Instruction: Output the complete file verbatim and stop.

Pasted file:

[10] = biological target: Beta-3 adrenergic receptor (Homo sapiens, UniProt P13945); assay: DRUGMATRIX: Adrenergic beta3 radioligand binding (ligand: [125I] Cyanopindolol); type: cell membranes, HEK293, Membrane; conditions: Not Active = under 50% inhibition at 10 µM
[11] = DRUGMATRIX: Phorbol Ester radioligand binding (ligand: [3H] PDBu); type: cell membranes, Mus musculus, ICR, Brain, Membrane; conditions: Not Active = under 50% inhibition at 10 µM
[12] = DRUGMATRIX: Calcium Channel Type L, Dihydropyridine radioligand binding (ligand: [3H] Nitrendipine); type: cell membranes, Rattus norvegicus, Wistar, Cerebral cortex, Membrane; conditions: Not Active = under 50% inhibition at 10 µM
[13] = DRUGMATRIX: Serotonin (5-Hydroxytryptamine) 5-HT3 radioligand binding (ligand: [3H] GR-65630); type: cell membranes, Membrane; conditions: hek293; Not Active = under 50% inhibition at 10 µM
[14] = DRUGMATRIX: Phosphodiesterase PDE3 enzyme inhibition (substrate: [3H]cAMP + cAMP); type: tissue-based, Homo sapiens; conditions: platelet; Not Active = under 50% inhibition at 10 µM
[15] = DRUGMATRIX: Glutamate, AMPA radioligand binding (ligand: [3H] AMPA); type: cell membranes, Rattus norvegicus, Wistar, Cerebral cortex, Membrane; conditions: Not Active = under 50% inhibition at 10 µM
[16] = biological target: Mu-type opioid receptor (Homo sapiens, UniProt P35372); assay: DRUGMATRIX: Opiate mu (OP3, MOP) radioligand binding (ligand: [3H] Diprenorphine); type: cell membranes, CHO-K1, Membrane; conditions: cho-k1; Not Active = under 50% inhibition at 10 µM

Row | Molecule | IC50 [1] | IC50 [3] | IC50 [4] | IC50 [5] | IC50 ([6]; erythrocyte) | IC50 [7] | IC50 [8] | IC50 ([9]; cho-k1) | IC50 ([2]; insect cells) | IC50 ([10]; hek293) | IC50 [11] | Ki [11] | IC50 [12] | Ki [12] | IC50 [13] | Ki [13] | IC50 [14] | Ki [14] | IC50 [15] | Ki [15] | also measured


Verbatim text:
[10] = biological target: Beta-3 adrenergic receptor (Homo sapiens, UniProt P13945); assay: DRUGMATRIX: Adrenergic beta3 radioligand binding (ligand: [125I] Cyanopindolol); type: cell membranes, HEK293, Membrane; conditions: Not Active = under 50% inhibition at 10 µM
[11] = DRUGMATRIX: Phorbol Ester radioligand binding (ligand: [3H] PDBu); type: cell membranes, Mus musculus, ICR, Brain, Membrane; conditions: Not Active = under 50% inhibition at 10 µM
[12] = DRUGMATRIX: Calcium Channel Type L, Dihydropyridine radioligand binding (ligand: [3H] Nitrendipine); type: cell membranes, Rattus norvegicus, Wistar, Cerebral cortex, Membrane; conditions: Not Active = under 50% inhibition at 10 µM
[13] = DRUGMATRIX: Serotonin (5-Hydroxytryptamine) 5-HT3 radioligand binding (ligand: [3H] GR-65630); type: cell membranes, Membrane; conditions: hek293; Not Active = under 50% inhibition at 10 µM
[14] = DRUGMATRIX: Phosphodiesterase PDE3 enzyme inhibition (substrate: [3H]cAMP + cAMP); type: tissue-based, Homo sapiens; conditions: platelet; Not Active = under 50% inhibition at 10 µM
[15] = DRUGMATRIX: Glutamate, AMPA radioligand binding (ligand: [3H] AMPA); type: cell membranes, Rattus norvegicus, Wistar, Cerebral cortex, Membrane; conditions: Not Active = under 50% inhibition at 10 µM
[16] = biological target: Mu-type opioid receptor (Homo sapiens, UniProt P35372); assay: DRUGMATRIX: Opiate mu (OP3, MOP) radioligand binding (ligand: [3H] Diprenorphine); type: cell membranes, CHO-K1, Membrane; conditions: cho-k1; Not Active = under 50% inhibition at 10 µM

Row | Molecule | IC50 [1] | IC50 [3] | IC50 [4] | IC50 [5] | IC50 ([6]; erythrocyte) | IC50 [7] | IC50 [8] | IC50 ([9]; cho-k1) | IC50 ([2]; insect cells) | IC50 ([10]; hek293) | IC50 [11] | Ki [11] | IC50 [12] | Ki [12] | IC50 [13] | Ki [13] | IC50 [14] | Ki [14] | IC50 [15] | Ki [15] | also measured